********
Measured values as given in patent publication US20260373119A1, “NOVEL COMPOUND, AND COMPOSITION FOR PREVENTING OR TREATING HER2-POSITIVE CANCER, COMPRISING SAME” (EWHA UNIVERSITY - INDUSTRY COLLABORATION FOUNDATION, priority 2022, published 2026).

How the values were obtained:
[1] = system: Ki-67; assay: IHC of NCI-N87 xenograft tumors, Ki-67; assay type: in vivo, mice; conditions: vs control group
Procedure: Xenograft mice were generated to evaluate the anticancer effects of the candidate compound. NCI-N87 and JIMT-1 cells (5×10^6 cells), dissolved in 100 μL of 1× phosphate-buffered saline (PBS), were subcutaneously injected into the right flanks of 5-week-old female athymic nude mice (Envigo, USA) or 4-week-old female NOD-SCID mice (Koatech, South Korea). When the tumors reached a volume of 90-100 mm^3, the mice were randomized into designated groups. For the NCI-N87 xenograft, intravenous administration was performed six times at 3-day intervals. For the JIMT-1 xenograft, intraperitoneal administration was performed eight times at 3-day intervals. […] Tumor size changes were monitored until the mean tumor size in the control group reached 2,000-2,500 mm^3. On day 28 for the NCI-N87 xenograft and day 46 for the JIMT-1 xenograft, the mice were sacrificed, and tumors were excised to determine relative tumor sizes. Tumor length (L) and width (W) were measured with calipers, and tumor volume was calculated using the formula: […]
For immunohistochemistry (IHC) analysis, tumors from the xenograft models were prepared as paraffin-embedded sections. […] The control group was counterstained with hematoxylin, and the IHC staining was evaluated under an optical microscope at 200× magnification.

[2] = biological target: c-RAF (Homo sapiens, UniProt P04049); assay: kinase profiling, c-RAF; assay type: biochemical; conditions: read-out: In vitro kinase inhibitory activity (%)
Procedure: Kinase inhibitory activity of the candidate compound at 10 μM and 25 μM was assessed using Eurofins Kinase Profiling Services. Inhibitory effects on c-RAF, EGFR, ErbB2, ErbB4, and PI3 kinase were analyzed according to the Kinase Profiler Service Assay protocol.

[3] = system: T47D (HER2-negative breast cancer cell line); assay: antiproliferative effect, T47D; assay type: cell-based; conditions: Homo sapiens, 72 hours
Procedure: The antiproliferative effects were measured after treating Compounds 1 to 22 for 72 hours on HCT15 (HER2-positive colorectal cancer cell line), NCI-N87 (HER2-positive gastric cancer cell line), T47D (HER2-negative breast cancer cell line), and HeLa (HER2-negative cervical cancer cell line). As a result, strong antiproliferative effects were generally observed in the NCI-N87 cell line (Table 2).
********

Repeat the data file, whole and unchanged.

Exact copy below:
Measured values as given in patent publication US20260373119A1, “NOVEL COMPOUND, AND COMPOSITION FOR PREVENTING OR TREATING HER2-POSITIVE CANCER, COMPRISING SAME” (EWHA UNIVERSITY - INDUSTRY COLLABORATION FOUNDATION, priority 2022, published 2026).

How the values were obtained:
[1] = system: Ki-67; assay: IHC of NCI-N87 xenograft tumors, Ki-67; assay type: in vivo, mice; conditions: vs control group
Procedure: Xenograft mice were generated to evaluate the anticancer effects of the candidate compound. NCI-N87 and JIMT-1 cells (5×10^6 cells), dissolved in 100 μL of 1× phosphate-buffered saline (PBS), were subcutaneously injected into the right flanks of 5-week-old female athymic nude mice (Envigo, USA) or 4-week-old female NOD-SCID mice (Koatech, South Korea). When the tumors reached a volume of 90-100 mm^3, the mice were randomized into designated groups. For the NCI-N87 xenograft, intravenous administration was performed six times at 3-day intervals. For the JIMT-1 xenograft, intraperitoneal administration was performed eight times at 3-day intervals. […] Tumor size changes were monitored until the mean tumor size in the control group reached 2,000-2,500 mm^3. On day 28 for the NCI-N87 xenograft and day 46 for the JIMT-1 xenograft, the mice were sacrificed, and tumors were excised to determine relative tumor sizes. Tumor length (L) and width (W) were measured with calipers, and tumor volume was calculated using the formula: […]
For immunohistochemistry (IHC) analysis, tumors from the xenograft models were prepared as paraffin-embedded sections. […] The control group was counterstained with hematoxylin, and the IHC staining was evaluated under an optical microscope at 200× magnification.

[2] = biological target: c-RAF (Homo sapiens, UniProt P04049); assay: kinase profiling, c-RAF; assay type: biochemical; conditions: read-out: In vitro kinase inhibitory activity (%)
Procedure: Kinase inhibitory activity of the candidate compound at 10 μM and 25 μM was assessed using Eurofins Kinase Profiling Services. Inhibitory effects on c-RAF, EGFR, ErbB2, ErbB4, and PI3 kinase were analyzed according to the Kinase Profiler Service Assay protocol.

[3] = system: T47D (HER2-negative breast cancer cell line); assay: antiproliferative effect, T47D; assay type: cell-based; conditions: Homo sapiens, 72 hours
Procedure: The antiproliferative effects were measured after treating Compounds 1 to 22 for 72 hours on HCT15 (HER2-positive colorectal cancer cell line), NCI-N87 (HER2-positive gastric cancer cell line), T47D (HER2-negative breast cancer cell line), and HeLa (HER2-negative cervical cancer cell line). As a result, strong antiproliferative effects were generally observed in the NCI-N87 cell line (Table 2).